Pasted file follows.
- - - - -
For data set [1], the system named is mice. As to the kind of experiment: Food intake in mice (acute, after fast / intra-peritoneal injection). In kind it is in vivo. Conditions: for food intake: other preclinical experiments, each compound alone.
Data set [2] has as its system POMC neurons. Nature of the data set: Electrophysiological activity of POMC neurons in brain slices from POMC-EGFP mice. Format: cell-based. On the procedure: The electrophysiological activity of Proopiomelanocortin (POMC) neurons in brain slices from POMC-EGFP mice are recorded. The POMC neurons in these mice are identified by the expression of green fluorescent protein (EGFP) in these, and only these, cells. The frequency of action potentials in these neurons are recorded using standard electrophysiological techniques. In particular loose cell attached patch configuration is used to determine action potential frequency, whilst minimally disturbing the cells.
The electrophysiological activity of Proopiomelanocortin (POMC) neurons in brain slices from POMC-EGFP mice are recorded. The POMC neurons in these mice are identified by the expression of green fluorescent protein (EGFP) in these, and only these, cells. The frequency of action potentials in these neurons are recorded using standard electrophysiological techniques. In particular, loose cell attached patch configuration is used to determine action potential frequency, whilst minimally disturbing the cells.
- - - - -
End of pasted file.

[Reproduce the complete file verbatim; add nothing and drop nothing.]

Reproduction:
For data set [1], the system named is mice. As to the kind of experiment: Food intake in mice (acute, after fast / intra-peritoneal injection). In kind it is in vivo. Conditions: for food intake: other preclinical experiments, each compound alone.
Data set [2] has as its system POMC neurons. Nature of the data set: Electrophysiological activity of POMC neurons in brain slices from POMC-EGFP mice. Format: cell-based. On the procedure: The electrophysiological activity of Proopiomelanocortin (POMC) neurons in brain slices from POMC-EGFP mice are recorded. The POMC neurons in these mice are identified by the expression of green fluorescent protein (EGFP) in these, and only these, cells. The frequency of action potentials in these neurons are recorded using standard electrophysiological techniques. In particular loose cell attached patch configuration is used to determine action potential frequency, whilst minimally disturbing the cells.
The electrophysiological activity of Proopiomelanocortin (POMC) neurons in brain slices from POMC-EGFP mice are recorded. The POMC neurons in these mice are identified by the expression of green fluorescent protein (EGFP) in these, and only these, cells. The frequency of action potentials in these neurons are recorded using standard electrophysiological techniques. In particular, loose cell attached patch configuration is used to determine action potential frequency, whilst minimally disturbing the cells.